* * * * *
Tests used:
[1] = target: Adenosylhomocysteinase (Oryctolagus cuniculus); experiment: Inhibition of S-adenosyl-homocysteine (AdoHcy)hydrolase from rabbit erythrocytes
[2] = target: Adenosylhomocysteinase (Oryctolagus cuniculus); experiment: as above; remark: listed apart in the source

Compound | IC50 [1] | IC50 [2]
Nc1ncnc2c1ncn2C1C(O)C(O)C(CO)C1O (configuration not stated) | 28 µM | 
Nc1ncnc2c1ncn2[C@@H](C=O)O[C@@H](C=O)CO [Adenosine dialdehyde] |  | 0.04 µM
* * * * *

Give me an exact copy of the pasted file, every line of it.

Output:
Tests used:
[1] = target: Adenosylhomocysteinase (Oryctolagus cuniculus); experiment: Inhibition of S-adenosyl-homocysteine (AdoHcy)hydrolase from rabbit erythrocytes
[2] = target: Adenosylhomocysteinase (Oryctolagus cuniculus); experiment: as above; remark: listed apart in the source

Compound | IC50 [1] | IC50 [2]
Nc1ncnc2c1ncn2C1C(O)C(O)C(CO)C1O (configuration not stated) | 28 µM | 
Nc1ncnc2c1ncn2[C@@H](C=O)O[C@@H](C=O)CO [Adenosine dialdehyde] |  | 0.04 µM